Hair Tissue Mineral Analysis
Balancing programs are given according to a special type of hair
tissue mineral analysis test. Most hair tests are toxicity tests and
the hair is subjected to washing and solvents at the lab. This helps
to reveal more toxic metal in the test. At Analytical Research Labs,
the lab founded by Dr. Paul Eck, the hair is not washed at the lab as
the focus of the test is the nutrient minerals, not heavy metals.
Some heavy metals do show up, but it is primarily a metabolic test,
not a toxicity test.
four major electrolyte minerals have the most testing significance
and they can definitely be changed by washing. Once we have the
results of a properly done hair tissue mineral analysis, we have a
great deal of information about the metabolism, including endocrine function,
glucose handling, protein utilization, current stress, chronic
stress, and stress damage. We will see the effects of these metabolic states on nutrient levels, ratios
and requirements. We may see some heavy metals, but in many cases
they do not show up at all on the first test as the body sequesters
the metals for protection from the toxic effects.
Mineral Balancing and Chronic Stress
think we should bring out something you and I have discussed many
times in the past. It is that a person in burnout not only suffers
from specific nutrient deficiencies, but they also have excesses of
various nutrients in their tissues.
science only talks about replacing missing or depleted nutrients.
They almost totally ignore the elimination of excess nutrients –
which is even more important.
Perhaps a person
is accumulating iron and they are taking it. Or perhaps they are
accumulating calcium and they are taking it. They cannot assume that
they are merely replacing what they have lost. Instead of being low
on something, they may actually have an excess of it.
Dr. Paul Eck:
That's right. There is always a corresponding action and reaction to
everything in life. So if one mineral becomes deficient, another
mineral will accumulate. That is, it will become excessive. It is
Nature's system of checks and balances.
When sodium and
potassium levels go down, calcium and magnesium levels will rise. If
copper drops, iron increases. If zinc accumulates in tissues, copper
levels will decrease. If zinc levels decrease, copper levels will
increase. If iron levels rise, chromium levels diminish, and so
Each of these
checks and balances is part of Nature's defense system to maintain
homeostasis and to combat stress. For example, an excessive
accumulation of copper is not necessarily bad. In certain cases, it
is actually beneficial – a purpose is being served. Do you realize
that copper raises sodium levels? Sodium is involved in the
production of the mineralcorticoids – the mineral-regulating
hormones produced by the adrenal glands.
The body will
raise copper levels in an attempt to shore up the plummeting sodium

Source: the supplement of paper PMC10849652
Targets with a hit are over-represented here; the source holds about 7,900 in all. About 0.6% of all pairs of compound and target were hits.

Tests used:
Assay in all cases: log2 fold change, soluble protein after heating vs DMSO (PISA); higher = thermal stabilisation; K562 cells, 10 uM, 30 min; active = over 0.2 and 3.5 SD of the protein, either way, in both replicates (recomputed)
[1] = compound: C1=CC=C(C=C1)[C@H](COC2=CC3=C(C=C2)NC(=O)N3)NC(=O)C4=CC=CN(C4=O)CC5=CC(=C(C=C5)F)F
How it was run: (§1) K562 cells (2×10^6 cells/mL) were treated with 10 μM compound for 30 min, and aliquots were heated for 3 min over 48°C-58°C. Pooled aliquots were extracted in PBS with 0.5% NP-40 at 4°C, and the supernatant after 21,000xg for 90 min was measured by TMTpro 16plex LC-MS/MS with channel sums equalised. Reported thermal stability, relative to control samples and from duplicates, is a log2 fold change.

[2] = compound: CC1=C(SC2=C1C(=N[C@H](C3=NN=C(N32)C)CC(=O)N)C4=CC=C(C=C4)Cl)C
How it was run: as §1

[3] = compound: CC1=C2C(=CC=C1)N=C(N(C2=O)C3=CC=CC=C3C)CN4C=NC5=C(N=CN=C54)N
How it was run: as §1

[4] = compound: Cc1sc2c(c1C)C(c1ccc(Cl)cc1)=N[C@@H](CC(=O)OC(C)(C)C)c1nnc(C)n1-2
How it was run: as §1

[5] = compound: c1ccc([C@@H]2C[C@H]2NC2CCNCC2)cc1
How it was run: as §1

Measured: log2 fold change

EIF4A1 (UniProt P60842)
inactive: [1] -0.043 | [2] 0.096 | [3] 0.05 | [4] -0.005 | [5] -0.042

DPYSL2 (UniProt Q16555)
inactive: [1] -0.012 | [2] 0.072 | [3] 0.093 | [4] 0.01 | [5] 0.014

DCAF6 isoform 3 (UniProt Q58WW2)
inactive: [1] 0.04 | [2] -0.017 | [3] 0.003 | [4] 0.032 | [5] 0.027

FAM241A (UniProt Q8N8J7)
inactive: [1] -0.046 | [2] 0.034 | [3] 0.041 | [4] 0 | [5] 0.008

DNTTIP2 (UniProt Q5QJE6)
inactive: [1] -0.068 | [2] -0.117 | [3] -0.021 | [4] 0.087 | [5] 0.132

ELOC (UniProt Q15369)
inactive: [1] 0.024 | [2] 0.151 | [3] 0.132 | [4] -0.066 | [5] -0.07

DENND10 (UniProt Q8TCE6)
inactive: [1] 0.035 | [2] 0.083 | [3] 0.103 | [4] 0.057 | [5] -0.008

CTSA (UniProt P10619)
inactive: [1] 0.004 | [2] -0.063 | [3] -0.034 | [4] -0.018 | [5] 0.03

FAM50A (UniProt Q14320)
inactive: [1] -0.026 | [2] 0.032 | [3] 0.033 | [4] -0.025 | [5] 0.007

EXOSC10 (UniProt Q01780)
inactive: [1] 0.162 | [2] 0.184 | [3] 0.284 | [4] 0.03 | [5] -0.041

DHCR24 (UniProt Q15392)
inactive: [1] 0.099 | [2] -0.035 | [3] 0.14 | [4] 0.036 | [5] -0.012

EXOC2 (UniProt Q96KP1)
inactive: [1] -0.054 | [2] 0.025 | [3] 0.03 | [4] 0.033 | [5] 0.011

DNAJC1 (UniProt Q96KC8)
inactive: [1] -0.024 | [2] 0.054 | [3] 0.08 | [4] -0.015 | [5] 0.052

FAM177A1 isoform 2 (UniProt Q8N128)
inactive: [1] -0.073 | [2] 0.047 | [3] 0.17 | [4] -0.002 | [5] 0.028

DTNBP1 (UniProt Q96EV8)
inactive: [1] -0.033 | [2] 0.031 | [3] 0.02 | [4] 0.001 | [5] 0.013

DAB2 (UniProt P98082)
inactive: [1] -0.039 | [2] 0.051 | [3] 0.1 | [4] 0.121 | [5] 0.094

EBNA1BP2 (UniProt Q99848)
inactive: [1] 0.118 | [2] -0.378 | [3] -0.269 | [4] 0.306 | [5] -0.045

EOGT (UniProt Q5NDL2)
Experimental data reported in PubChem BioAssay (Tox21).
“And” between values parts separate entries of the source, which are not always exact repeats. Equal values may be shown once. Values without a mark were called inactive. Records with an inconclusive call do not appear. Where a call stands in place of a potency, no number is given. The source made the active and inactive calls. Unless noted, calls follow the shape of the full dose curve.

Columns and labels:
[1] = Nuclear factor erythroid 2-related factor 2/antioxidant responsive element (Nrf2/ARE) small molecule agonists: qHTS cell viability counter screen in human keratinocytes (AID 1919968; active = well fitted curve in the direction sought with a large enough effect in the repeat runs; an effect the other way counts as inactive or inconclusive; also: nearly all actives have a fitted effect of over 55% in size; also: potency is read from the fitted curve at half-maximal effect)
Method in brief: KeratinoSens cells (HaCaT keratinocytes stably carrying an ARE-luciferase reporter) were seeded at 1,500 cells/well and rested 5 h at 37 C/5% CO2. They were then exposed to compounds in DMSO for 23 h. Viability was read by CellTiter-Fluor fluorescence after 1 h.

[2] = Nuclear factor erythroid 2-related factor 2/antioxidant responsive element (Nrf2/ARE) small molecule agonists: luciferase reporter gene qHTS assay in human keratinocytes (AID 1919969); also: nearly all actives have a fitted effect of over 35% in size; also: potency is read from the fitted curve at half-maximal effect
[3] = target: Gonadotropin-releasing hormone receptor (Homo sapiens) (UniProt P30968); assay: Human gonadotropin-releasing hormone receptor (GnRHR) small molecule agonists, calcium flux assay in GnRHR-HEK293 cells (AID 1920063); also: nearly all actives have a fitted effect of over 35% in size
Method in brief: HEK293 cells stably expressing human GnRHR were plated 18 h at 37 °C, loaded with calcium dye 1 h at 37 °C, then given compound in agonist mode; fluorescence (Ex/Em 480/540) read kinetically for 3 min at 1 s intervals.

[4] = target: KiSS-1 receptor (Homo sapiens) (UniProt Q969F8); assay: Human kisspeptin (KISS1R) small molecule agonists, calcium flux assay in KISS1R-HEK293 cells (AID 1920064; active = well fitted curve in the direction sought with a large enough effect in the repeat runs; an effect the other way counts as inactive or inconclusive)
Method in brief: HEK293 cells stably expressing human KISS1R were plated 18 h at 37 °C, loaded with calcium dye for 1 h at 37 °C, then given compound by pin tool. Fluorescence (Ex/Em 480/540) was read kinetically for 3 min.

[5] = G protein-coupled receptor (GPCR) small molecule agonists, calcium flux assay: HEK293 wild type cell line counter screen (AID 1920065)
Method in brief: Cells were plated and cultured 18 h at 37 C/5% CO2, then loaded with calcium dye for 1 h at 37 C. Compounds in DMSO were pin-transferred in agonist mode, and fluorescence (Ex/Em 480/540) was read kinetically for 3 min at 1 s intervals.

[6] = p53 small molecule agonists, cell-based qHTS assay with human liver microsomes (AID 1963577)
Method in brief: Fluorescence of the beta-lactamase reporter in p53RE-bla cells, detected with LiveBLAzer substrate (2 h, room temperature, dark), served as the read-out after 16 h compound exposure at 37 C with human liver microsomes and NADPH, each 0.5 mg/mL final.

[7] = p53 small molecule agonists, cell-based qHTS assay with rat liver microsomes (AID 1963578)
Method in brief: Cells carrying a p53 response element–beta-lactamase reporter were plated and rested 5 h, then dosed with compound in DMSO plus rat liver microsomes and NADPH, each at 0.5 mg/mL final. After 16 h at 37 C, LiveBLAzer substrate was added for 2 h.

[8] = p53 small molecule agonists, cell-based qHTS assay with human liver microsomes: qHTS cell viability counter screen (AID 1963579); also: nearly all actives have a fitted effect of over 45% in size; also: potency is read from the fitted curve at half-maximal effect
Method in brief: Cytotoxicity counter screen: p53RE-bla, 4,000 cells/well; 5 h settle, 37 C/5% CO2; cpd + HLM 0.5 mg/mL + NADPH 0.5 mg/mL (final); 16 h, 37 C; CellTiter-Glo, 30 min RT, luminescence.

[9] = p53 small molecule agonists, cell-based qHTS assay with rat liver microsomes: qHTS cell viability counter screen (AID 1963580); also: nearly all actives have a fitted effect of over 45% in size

levels. It is a defense mechanism. Also, copper is involved in the
final step in energy production in the Krebs cycle, one of the main
energy producing cycles of your body. So although an accumulation of
copper may in the long run cause neurological damage and other
dysfunctions, it also serves a purpose.
In addition, the
body loses zinc under stress, which by itself may be a defense
reaction. As zinc levels drop, sodium levels increase and you are
better able to respond to stress. Also, a reduced level of zinc in
the tissues – up to a point – automatically increases the
availability of copper in the tissues – resulting in increased
oxidative respiration in the cells.
You can see that
it get pretty complicated. There are different stages of stress.
Each stage represents another of the body's stress holding patterns.
The body collapses in stages.
each stage, the body tries to draw the line, regroup its defenses –
just like an army. And just like an army, it goes into a holding
pattern that it tries to maintain as long as possible.
Dr. Paul Eck:
That's right. Each of the minerals that accumulates represents an
action taken as part of the body's defense system. So although the
stored copper, zinc or whatever, all cause severe problems in the long
run – in the short run they are the best the body can do under the
When the body's
energy producing ability is reduced, it is forced to make
compensations – even if these compensations are highly destructive
in the long run. For example, earlier I mentioned that increasing
serum cholesterol is part of the body's defense system. Now
obviously, a high cholesterol has its harmful consequences. But,
under the circumstances, this is the best compensation the body can
The same analogy
holds true of the increase of calcium that occurs during burnout. In
the long run, calcification of the tissues occurs. But in the short
run, the increase of calcium suppresses adrenal function in order to
prevent further exhaustion.
body may actually create a magnesium deficiency so as to enhance your
energy levels. In the long run, this magnesium deficiency (or low
magnesium compared to calcium) can result in serious blood sugar
in the short run, this shortage of available magnesium actually
prevents the adrenal glands from going into complete collapse –
burnout! Unless the doctor understands these checks and balances, it
is almost impossible to nutritionally guide a person out of burnout.